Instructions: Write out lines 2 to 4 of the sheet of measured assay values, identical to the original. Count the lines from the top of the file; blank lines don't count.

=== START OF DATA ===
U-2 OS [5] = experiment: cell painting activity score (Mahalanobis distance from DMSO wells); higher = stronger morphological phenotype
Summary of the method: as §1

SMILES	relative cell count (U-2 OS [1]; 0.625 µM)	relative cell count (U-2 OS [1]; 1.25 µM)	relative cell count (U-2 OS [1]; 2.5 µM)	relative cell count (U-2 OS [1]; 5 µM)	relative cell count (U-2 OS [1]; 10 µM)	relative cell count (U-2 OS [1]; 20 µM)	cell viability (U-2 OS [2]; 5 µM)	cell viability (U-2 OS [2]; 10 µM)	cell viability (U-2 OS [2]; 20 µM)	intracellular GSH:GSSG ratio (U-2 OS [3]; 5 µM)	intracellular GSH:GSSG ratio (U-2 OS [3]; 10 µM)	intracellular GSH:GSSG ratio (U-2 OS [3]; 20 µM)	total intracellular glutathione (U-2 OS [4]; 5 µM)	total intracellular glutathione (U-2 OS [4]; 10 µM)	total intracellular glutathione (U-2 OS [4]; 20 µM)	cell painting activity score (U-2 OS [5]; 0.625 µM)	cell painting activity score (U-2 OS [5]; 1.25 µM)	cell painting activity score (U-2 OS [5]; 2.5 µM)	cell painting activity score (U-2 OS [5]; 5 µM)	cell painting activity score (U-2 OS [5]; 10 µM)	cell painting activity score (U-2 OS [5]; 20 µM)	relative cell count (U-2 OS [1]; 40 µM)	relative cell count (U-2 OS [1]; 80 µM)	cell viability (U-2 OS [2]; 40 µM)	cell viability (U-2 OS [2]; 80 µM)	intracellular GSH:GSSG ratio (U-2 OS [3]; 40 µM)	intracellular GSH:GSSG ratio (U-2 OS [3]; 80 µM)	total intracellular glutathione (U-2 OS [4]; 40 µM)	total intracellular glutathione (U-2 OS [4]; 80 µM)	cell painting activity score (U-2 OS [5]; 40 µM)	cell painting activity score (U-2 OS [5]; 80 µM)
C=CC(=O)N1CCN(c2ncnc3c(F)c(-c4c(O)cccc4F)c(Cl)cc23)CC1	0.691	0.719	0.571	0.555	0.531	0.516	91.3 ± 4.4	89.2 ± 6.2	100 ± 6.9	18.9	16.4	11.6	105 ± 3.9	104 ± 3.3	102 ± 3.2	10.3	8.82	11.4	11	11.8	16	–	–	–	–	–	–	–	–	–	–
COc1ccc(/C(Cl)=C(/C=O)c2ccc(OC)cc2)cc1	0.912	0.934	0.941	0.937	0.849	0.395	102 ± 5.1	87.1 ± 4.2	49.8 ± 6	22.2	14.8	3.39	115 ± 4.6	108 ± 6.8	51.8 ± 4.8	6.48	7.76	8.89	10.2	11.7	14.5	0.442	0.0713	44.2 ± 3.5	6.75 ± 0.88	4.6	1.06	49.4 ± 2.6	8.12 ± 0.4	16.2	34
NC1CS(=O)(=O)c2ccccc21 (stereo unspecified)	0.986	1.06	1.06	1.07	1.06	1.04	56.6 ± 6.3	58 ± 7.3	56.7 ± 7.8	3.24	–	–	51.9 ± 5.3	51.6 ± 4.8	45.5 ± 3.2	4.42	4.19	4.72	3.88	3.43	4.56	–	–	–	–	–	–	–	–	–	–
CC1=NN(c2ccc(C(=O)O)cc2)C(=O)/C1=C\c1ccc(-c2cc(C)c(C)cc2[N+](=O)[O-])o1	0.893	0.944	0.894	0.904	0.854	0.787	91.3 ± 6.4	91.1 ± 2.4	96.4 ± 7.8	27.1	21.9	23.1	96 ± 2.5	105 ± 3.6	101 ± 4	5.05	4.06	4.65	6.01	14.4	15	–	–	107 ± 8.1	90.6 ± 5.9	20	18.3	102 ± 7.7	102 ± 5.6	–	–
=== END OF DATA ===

Summary of the method: as §1

SMILES	relative cell count (U-2 OS [1]; 0.625 µM)	relative cell count (U-2 OS [1]; 1.25 µM)	relative cell count (U-2 OS [1]; 2.5 µM)	relative cell count (U-2 OS [1]; 5 µM)	relative cell count (U-2 OS [1]; 10 µM)	relative cell count (U-2 OS [1]; 20 µM)	cell viability (U-2 OS [2]; 5 µM)	cell viability (U-2 OS [2]; 10 µM)	cell viability (U-2 OS [2]; 20 µM)	intracellular GSH:GSSG ratio (U-2 OS [3]; 5 µM)	intracellular GSH:GSSG ratio (U-2 OS [3]; 10 µM)	intracellular GSH:GSSG ratio (U-2 OS [3]; 20 µM)	total intracellular glutathione (U-2 OS [4]; 5 µM)	total intracellular glutathione (U-2 OS [4]; 10 µM)	total intracellular glutathione (U-2 OS [4]; 20 µM)	cell painting activity score (U-2 OS [5]; 0.625 µM)	cell painting activity score (U-2 OS [5]; 1.25 µM)	cell painting activity score (U-2 OS [5]; 2.5 µM)	cell painting activity score (U-2 OS [5]; 5 µM)	cell painting activity score (U-2 OS [5]; 10 µM)	cell painting activity score (U-2 OS [5]; 20 µM)	relative cell count (U-2 OS [1]; 40 µM)	relative cell count (U-2 OS [1]; 80 µM)	cell viability (U-2 OS [2]; 40 µM)	cell viability (U-2 OS [2]; 80 µM)	intracellular GSH:GSSG ratio (U-2 OS [3]; 40 µM)	intracellular GSH:GSSG ratio (U-2 OS [3]; 80 µM)	total intracellular glutathione (U-2 OS [4]; 40 µM)	total intracellular glutathione (U-2 OS [4]; 80 µM)	cell painting activity score (U-2 OS [5]; 40 µM)	cell painting activity score (U-2 OS [5]; 80 µM)
C=CC(=O)N1CCN(c2ncnc3c(F)c(-c4c(O)cccc4F)c(Cl)cc23)CC1	0.691	0.719	0.571	0.555	0.531	0.516	91.3 ± 4.4	89.2 ± 6.2	100 ± 6.9	18.9	16.4	11.6	105 ± 3.9	104 ± 3.3	102 ± 3.2	10.3	8.82	11.4	11	11.8	16	–	–	–	–	–	–	–	–	–	–